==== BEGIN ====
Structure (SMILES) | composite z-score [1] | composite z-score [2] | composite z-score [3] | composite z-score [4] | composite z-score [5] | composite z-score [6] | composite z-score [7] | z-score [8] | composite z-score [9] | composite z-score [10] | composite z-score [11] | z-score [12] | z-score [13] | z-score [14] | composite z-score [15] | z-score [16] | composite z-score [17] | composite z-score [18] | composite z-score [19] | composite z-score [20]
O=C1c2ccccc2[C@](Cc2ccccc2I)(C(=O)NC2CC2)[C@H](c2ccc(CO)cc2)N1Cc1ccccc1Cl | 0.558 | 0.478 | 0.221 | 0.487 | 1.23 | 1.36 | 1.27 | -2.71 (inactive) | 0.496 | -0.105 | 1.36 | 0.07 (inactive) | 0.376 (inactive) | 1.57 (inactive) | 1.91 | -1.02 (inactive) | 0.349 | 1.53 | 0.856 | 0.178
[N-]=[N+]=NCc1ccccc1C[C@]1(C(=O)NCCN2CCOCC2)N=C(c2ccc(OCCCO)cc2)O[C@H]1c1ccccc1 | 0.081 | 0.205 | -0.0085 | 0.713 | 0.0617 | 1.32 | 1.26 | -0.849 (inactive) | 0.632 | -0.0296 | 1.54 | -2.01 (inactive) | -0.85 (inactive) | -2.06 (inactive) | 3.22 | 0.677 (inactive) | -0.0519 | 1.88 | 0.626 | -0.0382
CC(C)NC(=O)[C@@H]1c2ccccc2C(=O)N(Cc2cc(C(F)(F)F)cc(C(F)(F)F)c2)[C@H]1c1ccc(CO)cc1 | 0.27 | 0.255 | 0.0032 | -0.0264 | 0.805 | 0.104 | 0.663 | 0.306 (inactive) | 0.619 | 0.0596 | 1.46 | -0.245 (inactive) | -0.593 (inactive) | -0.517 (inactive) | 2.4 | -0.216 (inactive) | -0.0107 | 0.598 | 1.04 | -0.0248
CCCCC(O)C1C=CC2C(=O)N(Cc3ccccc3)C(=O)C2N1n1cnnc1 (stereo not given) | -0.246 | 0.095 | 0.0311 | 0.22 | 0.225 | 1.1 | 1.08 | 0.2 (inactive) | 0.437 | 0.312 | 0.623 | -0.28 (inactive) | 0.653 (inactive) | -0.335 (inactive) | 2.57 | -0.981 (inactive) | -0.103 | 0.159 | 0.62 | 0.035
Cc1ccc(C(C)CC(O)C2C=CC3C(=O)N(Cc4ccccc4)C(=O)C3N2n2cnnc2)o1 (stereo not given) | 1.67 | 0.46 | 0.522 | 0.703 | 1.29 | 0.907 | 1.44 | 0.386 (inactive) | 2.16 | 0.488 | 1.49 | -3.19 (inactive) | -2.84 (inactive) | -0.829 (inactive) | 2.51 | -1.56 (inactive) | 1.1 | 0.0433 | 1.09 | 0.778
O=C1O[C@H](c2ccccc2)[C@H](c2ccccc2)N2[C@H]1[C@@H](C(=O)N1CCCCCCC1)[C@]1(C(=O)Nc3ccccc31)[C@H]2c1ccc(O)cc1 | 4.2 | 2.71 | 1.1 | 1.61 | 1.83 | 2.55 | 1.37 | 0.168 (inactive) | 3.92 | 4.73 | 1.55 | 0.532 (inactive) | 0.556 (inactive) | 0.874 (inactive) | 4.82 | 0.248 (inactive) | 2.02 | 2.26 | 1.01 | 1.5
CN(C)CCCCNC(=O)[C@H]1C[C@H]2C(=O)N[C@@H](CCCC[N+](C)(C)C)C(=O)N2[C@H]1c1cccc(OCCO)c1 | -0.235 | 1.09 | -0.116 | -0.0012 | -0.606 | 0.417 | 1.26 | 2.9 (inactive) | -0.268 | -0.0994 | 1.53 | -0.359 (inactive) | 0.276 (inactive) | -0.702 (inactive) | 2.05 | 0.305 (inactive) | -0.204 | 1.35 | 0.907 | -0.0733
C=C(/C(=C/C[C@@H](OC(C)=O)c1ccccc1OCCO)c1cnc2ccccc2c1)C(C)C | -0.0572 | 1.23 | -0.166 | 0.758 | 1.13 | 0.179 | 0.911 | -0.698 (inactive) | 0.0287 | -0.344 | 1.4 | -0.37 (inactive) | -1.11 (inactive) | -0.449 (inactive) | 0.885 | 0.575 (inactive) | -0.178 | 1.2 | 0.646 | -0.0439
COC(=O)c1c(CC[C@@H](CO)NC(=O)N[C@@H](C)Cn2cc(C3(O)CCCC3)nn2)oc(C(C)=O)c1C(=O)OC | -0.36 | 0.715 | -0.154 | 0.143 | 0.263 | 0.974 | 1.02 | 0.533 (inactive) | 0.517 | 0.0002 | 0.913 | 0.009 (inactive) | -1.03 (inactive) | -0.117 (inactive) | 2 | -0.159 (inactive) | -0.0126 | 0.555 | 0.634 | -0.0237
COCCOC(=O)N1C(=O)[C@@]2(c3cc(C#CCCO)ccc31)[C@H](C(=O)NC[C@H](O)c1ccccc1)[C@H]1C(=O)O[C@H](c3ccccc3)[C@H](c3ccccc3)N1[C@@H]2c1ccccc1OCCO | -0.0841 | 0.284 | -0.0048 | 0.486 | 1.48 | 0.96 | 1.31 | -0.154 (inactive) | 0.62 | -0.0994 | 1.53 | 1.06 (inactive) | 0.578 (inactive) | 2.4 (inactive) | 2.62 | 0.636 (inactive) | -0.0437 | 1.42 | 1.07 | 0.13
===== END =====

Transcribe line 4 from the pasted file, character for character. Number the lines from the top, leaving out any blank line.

CC(C)NC(=O)[C@@H]1c2ccccc2C(=O)N(Cc2cc(C(F)(F)F)cc(C(F)(F)F)c2)[C@H]1c1ccc(CO)cc1 | 0.27 | 0.255 | 0.0032 | -0.0264 | 0.805 | 0.104 | 0.663 | 0.306 (inactive) | 0.619 | 0.0596 | 1.46 | -0.245 (inactive) | -0.593 (inactive) | -0.517 (inactive) | 2.4 | -0.216 (inactive) | -0.0107 | 0.598 | 1.04 | -0.0248